Regardless of the 95 odd minutes that ensued last night, if you can’t enjoy the fact that three points were secured and the team got back to winning ways with a win against Leicester, then you need to have a think about taking up something new to fill the void where football once was in your life. I’d suggest something a little safer on the old nerves. Maybe join a sewing club or something. Because despite all of the tension and frustration in a laboured performance against the basement boys of the Premier League, three points saw us leapfrog both the Spuds and United, albeit temporarily until they play Burnley at home tonight.

Seeing that Liverpool had beaten that lot down the road was a wonderful end to the evening for me, because in my mind, it effectively cancels out the North London Derby. As Winston Wolf would say…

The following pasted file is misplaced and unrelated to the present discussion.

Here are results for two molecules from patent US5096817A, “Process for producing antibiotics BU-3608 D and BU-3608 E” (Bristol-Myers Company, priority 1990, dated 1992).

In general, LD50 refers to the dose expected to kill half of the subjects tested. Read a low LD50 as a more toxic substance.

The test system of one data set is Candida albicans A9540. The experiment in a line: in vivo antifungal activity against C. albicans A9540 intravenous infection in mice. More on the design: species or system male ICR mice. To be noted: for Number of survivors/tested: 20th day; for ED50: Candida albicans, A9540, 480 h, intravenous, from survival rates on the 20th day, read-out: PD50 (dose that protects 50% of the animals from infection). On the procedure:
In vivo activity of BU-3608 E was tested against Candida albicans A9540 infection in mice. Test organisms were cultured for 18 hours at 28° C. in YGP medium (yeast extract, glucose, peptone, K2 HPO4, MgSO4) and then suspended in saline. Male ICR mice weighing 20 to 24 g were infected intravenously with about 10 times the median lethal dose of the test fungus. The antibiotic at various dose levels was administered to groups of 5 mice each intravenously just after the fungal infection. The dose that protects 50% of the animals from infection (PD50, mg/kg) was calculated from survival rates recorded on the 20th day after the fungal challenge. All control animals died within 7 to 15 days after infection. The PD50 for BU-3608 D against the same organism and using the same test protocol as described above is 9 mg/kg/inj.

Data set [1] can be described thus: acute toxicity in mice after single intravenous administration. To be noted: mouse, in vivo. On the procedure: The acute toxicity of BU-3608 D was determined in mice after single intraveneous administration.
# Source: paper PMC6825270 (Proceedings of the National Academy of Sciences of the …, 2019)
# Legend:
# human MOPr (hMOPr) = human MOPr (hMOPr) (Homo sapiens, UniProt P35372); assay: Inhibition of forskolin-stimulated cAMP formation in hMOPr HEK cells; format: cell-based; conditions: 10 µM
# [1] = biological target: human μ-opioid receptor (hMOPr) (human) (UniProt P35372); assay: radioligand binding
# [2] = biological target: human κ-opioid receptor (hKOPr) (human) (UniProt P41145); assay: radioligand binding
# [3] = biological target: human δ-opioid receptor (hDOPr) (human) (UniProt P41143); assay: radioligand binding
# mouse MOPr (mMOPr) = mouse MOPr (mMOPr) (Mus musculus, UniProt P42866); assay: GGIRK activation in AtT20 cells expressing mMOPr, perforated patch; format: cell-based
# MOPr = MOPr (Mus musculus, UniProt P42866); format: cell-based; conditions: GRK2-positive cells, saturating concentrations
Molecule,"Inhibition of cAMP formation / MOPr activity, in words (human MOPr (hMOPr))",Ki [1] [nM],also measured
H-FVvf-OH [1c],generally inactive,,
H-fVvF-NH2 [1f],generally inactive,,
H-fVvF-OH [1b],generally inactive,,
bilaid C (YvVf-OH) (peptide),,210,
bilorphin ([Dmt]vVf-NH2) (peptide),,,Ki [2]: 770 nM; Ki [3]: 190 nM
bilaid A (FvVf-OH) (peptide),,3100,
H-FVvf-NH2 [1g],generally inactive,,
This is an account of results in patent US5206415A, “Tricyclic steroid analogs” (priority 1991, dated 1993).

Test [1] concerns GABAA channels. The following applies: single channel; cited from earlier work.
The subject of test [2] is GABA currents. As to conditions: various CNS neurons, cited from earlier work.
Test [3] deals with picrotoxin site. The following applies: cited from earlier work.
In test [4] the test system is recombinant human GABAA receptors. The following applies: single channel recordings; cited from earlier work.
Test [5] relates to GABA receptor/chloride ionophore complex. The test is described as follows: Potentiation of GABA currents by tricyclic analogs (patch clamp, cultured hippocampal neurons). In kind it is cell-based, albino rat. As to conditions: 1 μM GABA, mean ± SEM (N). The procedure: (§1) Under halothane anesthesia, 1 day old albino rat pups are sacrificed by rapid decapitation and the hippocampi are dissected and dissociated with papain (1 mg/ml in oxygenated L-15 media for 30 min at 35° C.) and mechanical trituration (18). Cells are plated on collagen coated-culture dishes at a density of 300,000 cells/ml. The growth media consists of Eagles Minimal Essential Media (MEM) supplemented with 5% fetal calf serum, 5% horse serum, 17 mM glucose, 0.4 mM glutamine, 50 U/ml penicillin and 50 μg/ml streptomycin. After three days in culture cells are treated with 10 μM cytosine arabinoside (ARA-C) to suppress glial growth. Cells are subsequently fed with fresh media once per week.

“Like it never happened…”

I thought the ebb and flow of the game was effectively decided by the one goal that Leicester got in the second half. Up until that point we looked pretty comfortable. 2-0 up thanks to goals from Koscienly and Walcott, as the second half wore on, so too did the expectancy that we would get a third and put the game to bed. But the third never actually materialised. Instead, it was replaced by a Leicester goal that you could see visibly gave the Arsenal players the jitters. Yes Cambiasso handballed in the build up to the corner that led to the Krameric goal, but the passage of play when the goal was scored was entirely avoidable. We had ample chance to push out and even when the shot came in, Ospina would probably have expected the save one at his near post, but the goal gave Leicester hope.